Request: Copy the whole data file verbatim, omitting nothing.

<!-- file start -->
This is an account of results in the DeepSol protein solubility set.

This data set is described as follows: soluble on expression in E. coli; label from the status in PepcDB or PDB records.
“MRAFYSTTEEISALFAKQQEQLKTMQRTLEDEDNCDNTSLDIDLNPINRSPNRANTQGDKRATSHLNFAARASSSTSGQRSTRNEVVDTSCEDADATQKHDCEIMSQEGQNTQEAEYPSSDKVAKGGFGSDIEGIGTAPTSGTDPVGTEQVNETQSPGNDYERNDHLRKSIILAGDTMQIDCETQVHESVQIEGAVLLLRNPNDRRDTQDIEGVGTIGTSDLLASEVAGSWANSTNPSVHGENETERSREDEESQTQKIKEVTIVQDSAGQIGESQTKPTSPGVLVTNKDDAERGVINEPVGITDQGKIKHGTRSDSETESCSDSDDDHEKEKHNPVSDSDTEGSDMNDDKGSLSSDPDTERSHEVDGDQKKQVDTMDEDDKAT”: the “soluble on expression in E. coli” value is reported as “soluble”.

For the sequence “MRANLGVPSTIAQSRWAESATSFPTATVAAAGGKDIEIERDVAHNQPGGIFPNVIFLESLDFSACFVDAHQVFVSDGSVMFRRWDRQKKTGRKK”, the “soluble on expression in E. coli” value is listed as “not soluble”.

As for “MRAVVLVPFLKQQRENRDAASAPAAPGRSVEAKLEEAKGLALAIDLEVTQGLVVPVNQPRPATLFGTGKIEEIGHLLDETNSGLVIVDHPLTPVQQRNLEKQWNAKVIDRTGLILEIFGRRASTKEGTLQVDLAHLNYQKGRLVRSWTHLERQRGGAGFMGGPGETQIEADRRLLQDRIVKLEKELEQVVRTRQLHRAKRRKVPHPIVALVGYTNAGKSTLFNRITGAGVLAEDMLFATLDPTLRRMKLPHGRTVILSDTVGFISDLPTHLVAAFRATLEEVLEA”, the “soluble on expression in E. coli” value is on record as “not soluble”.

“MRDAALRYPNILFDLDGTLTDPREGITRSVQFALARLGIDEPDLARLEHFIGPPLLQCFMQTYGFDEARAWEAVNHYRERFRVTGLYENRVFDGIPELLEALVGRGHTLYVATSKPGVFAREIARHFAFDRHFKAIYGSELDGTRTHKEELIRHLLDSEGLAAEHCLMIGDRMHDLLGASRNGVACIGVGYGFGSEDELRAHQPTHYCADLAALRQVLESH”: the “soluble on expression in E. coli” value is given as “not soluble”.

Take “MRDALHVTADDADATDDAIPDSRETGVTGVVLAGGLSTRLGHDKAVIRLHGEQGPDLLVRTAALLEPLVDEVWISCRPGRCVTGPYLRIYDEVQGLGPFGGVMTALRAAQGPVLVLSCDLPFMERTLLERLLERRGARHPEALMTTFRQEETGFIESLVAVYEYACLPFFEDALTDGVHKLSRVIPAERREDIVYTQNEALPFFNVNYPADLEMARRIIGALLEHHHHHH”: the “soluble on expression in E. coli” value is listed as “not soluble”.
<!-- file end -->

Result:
This is an account of results in the DeepSol protein solubility set.

This data set is described as follows: soluble on expression in E. coli; label from the status in PepcDB or PDB records.
“MRAFYSTTEEISALFAKQQEQLKTMQRTLEDEDNCDNTSLDIDLNPINRSPNRANTQGDKRATSHLNFAARASSSTSGQRSTRNEVVDTSCEDADATQKHDCEIMSQEGQNTQEAEYPSSDKVAKGGFGSDIEGIGTAPTSGTDPVGTEQVNETQSPGNDYERNDHLRKSIILAGDTMQIDCETQVHESVQIEGAVLLLRNPNDRRDTQDIEGVGTIGTSDLLASEVAGSWANSTNPSVHGENETERSREDEESQTQKIKEVTIVQDSAGQIGESQTKPTSPGVLVTNKDDAERGVINEPVGITDQGKIKHGTRSDSETESCSDSDDDHEKEKHNPVSDSDTEGSDMNDDKGSLSSDPDTERSHEVDGDQKKQVDTMDEDDKAT”: the “soluble on expression in E. coli” value is reported as “soluble”.

For the sequence “MRANLGVPSTIAQSRWAESATSFPTATVAAAGGKDIEIERDVAHNQPGGIFPNVIFLESLDFSACFVDAHQVFVSDGSVMFRRWDRQKKTGRKK”, the “soluble on expression in E. coli” value is listed as “not soluble”.

As for “MRAVVLVPFLKQQRENRDAASAPAAPGRSVEAKLEEAKGLALAIDLEVTQGLVVPVNQPRPATLFGTGKIEEIGHLLDETNSGLVIVDHPLTPVQQRNLEKQWNAKVIDRTGLILEIFGRRASTKEGTLQVDLAHLNYQKGRLVRSWTHLERQRGGAGFMGGPGETQIEADRRLLQDRIVKLEKELEQVVRTRQLHRAKRRKVPHPIVALVGYTNAGKSTLFNRITGAGVLAEDMLFATLDPTLRRMKLPHGRTVILSDTVGFISDLPTHLVAAFRATLEEVLEA”, the “soluble on expression in E. coli” value is on record as “not soluble”.

“MRDAALRYPNILFDLDGTLTDPREGITRSVQFALARLGIDEPDLARLEHFIGPPLLQCFMQTYGFDEARAWEAVNHYRERFRVTGLYENRVFDGIPELLEALVGRGHTLYVATSKPGVFAREIARHFAFDRHFKAIYGSELDGTRTHKEELIRHLLDSEGLAAEHCLMIGDRMHDLLGASRNGVACIGVGYGFGSEDELRAHQPTHYCADLAALRQVLESH”: the “soluble on expression in E. coli” value is given as “not soluble”.

Take “MRDALHVTADDADATDDAIPDSRETGVTGVVLAGGLSTRLGHDKAVIRLHGEQGPDLLVRTAALLEPLVDEVWISCRPGRCVTGPYLRIYDEVQGLGPFGGVMTALRAAQGPVLVLSCDLPFMERTLLERLLERRGARHPEALMTTFRQEETGFIESLVAVYEYACLPFFEDALTDGVHKLSRVIPAERREDIVYTQNEALPFFNVNYPADLEMARRIIGALLEHHHHHH”: the “soluble on expression in E. coli” value is listed as “not soluble”.